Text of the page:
By Ashley Leone, RD
We often assume men need more nutrients because of their larger average body size. But, this is not the case for iron. Younger and middle-aged women need more than double the iron of men. The reason for this is quite simple - menstruation.
The amount of iron lost during menstruation varies by each woman, but those experiencing heavy bleeding will be most affected. Heavy periods are a common cause of iron deficiency, but you can get on top of your losses. Read on to find how you can make the Lucky Iron Fish work for you.
Iron Needs for Menstruating Women
Women (19-50 years): 18 mg/d
Vegetarian Women (19-50 years): 1.8 times higher (or 32 mg/d) to account for lower bioavailability of iron from plant sources.
Why Use the Lucky Iron Fish?
The first step to improve the iron content of your diet is to choose iron rich foods like meat, beans, and fortified cereals. If this isn’t enough or your diet limits these foods, the Lucky Iron Fish is a handy tool that adds about 5-10 mg of iron to your cooking water. The small dose of iron released from the Lucky Iron Fish limits side effects like nausea and constipation.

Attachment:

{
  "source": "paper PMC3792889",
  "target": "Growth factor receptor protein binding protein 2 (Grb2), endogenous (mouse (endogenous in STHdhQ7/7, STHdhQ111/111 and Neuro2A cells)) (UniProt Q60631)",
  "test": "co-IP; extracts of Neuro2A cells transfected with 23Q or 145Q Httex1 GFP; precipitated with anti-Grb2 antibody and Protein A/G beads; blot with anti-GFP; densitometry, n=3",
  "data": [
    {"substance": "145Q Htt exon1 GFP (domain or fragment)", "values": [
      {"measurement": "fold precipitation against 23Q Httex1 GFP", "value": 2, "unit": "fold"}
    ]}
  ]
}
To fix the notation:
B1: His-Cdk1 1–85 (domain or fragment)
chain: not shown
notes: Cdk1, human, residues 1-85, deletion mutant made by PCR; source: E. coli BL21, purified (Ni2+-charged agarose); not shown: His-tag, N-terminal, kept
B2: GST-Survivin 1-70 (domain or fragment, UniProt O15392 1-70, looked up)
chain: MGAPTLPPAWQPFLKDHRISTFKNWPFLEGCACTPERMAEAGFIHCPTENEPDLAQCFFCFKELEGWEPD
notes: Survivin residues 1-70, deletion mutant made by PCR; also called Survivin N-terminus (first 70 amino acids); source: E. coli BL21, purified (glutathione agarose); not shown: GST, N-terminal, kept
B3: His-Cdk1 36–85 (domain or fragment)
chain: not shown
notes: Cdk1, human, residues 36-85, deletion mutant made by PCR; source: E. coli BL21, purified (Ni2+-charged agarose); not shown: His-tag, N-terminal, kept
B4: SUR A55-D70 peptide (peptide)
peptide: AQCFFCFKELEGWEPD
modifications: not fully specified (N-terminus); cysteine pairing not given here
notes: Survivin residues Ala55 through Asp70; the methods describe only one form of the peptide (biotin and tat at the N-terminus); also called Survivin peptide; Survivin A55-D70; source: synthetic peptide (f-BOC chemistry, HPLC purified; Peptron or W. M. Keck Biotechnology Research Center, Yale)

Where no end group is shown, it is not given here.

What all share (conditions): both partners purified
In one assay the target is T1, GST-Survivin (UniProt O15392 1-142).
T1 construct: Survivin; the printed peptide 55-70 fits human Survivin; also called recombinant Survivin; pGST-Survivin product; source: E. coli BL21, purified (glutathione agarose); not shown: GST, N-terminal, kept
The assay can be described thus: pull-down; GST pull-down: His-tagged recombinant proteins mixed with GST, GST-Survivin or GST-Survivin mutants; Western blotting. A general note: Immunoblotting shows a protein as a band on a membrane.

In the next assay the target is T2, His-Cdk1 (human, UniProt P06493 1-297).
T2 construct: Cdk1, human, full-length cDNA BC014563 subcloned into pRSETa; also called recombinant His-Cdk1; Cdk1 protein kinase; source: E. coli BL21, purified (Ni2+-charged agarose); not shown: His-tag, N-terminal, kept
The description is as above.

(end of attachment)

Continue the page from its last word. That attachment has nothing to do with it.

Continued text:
Handy Ways to Use Your Lucky Iron Fish
Here are some ideas for keeping up with your iron needs:
- Conquer your menstrual hunger with a hearty bean ragout, using the Lucky Iron Fish during preparation for an iron-rich meal. Serve with crusty whole grain bread and cheese or Marmite to boost your thiamin and riboflavin intake which may help relieve premenstrual symptoms.
- Feeling crampy? Drink a mug of Natural Menstruation Tea, prepared with a slice of ginger and a spoon of honey to quell nausea and potentially ease cramping.
- Satisfy your sweet tooth with a mango, banana, spinach smoothie made with Greek yogurt and Lucky Iron Fish Water.
Take time to recognize the symptoms of iron deficiency. Symptoms include fatigue, depressed mood, irritability, pale skin and brittle nails. If you notice these symptoms, particularly if they are pronounced, it is important to go and see your doctor. You may not know if you are at risk for low iron stores. Your doctor can advise you if iron supplementation is right for you.